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The Online Baby Photo War

Photograph by Getty Images

There is a war going on online. One that pits brother against sister, mother against daughter, friend against friend. It’s brewing in your Facebook feeds one picture post of a chubby baby at a time. It’s a social media civil war, or as I like to call it, the war of parental aggression.

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The debate isn’t just among friends and family, it’s taken over the whole internet. Amy Webb argued on "Slate" that she would never name or post anything about her daughter online to protect her future anonymity. Meanwhile, Andrew Leonard, writing for "Salon," argued that all this doomsday talk about the privacy of our children is hypersensitive hand-wringing.

Maybe he is right. Or maybe Amy Webb is. I don’t know. The true test will be when our children are our age and how they handle the privacy of their own children. I imagine, though, the results will be as varied and complex as their parents.

Recently, I’ve been pulling back on posting pictures of my children online. I made my Instagram private and have set up some limits on what I say about them, especially my daughter, who is 3 now and probably doesn’t need me telling the Internet what she said about her “bagina” to her great-grandmother. (Although it was really hilarious.)

All over the Internet, we hear cries of “stop posting about your kids,” but when we do, parents get lauded and “liked.”

But as I’ve pulled back, I’ve been called out for it. One acquaintance, who I bumped into at the pool this summer, “joked” that I didn’t love my baby as much as my daughter because I hadn’t posted nearly as many pictures of him on Facebook. “Or maybe I love him more, because I’m more aware of privacy issues?” I said.

She snorted. “But I feel like I haven’t seen him at all.”

Two days later, in a phone call with my brother in college he said, “All you talk about is kids now. I love you, but it has to stop.”

The true test came when I didn’t post first day of school pictures. I didn’t realize how controversial that was until a family member texted me saying they were sad they didn’t see any pictures, and "Salon" writer, Hayley Kirschner, noted my refusal to do so in an article. The status update, where I explained why I wasn’t posting a picture, (baby eating dirt, daughter sporting giant bruise on her face and a bad attitude) got maybe 15 “likes” and comments of dismay. Sorry, Internet. But geez, back off.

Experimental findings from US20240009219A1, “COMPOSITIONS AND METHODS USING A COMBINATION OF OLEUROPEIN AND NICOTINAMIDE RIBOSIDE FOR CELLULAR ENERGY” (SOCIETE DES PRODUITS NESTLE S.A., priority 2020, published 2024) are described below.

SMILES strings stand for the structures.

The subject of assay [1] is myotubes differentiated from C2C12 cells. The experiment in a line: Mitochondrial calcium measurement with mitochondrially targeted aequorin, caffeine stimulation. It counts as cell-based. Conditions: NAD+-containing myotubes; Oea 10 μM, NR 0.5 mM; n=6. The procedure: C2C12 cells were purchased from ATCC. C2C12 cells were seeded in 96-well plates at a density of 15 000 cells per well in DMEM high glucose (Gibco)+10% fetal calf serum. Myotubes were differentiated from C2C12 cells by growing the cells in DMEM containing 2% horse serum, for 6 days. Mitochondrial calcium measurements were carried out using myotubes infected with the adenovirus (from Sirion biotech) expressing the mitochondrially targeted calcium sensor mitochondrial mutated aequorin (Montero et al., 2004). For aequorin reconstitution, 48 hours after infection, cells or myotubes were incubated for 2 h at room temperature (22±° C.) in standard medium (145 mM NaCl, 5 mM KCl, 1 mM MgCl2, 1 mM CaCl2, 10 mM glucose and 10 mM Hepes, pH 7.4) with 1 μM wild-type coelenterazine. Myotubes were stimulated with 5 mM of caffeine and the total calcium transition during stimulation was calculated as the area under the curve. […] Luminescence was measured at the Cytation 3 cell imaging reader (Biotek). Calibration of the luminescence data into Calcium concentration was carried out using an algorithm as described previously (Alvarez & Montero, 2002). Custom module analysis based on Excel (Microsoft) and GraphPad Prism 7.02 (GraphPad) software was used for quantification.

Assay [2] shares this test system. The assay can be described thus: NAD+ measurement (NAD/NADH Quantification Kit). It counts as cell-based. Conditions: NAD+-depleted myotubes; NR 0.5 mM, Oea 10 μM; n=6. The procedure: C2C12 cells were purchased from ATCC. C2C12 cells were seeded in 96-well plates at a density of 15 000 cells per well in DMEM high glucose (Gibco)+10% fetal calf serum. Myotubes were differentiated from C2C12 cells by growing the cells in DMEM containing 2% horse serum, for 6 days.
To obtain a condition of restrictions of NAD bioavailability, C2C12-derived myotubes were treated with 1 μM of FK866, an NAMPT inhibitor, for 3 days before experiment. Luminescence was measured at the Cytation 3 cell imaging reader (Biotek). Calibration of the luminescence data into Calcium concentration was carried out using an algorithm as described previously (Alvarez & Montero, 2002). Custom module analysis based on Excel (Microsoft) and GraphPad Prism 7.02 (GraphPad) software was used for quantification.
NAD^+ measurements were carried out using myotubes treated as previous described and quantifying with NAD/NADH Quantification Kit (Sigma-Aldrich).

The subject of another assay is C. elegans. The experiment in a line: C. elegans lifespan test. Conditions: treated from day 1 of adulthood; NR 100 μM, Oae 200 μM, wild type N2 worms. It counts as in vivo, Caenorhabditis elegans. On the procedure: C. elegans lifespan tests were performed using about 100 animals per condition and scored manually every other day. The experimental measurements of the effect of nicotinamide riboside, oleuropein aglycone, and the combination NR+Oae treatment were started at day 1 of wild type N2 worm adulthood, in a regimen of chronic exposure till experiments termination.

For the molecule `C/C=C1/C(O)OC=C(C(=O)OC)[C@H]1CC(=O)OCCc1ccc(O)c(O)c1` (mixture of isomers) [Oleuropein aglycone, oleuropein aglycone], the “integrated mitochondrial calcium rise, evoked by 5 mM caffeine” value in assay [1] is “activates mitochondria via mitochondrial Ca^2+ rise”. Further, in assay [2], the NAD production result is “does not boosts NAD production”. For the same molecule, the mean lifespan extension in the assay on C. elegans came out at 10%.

A few days later, I posted a picture of my daughter at dance class, that picture got 50 likes in under an hour.

Now, I am confident woman. I truly believe that my self-esteem isn’t measured in “likes” on Facebook. But that contrast made me want to smack my head on my desk. All over the Internet, we hear cries of “stop posting about your kids,” but when we do, parents get lauded and “liked.” So, here is my solution to this whole mess: If you want to see fewer babies on the Internet, stop liking pictures of babies on the internet.

It’s hard to scroll past a picture of a baby (no matter how much he looks like Gorbachev) and not hit “like.” Not doing so makes me feel like a jerk. And yet, with each choice to click or not click, we tell Facebook what to show us. Facebook is no dummy. If you “Like” baby pictures on Facebook, well they are going to show you nothing but babies until you are sick of them.

We complain a lot about the negatives of social media, but besides participating in a gratitude meme or two, we do little to actively change the landscape.

In a story for "Wired," Mat Honan discussed what happened when he liked everything he saw on social media for two straight days. The change to his newsfeed was dramatic. His Facebook became a cavalcade of polarizing news stories and banal business pages. The experiment even impacted his friends’ feeds too. They reported seeing nothing but things he liked in their own feeds. His experiment highlights how social media is truly tailored to our whims and Likes. So, the best solution to weeding out those annoying baby pictures and parenting posts? Ignore them. Or better yet, hide them from your timeline.

We complain a lot about the negatives of social media, but besides participating in a gratitude meme or two, we do little to actively change the landscape. We’re so tied up in computer-generated relationships that we can’t conceive of not liking our second-cousin's picture of her Weird-Al looking toddler. But if we did, think of the freedom. So be the change you wish to see in your feed. Or you can just vaguely post about people irritating you. That works too.

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Our social media interactions should be authentic and free of obligation. If you don’t like my essay, well then, don’t “like” it. If you don’t think someone should post pictures of their kids naked on the internet, then unfriend them, block their feed or just don’t “like” it.

It’s such a simple solution, and yet could you do it?

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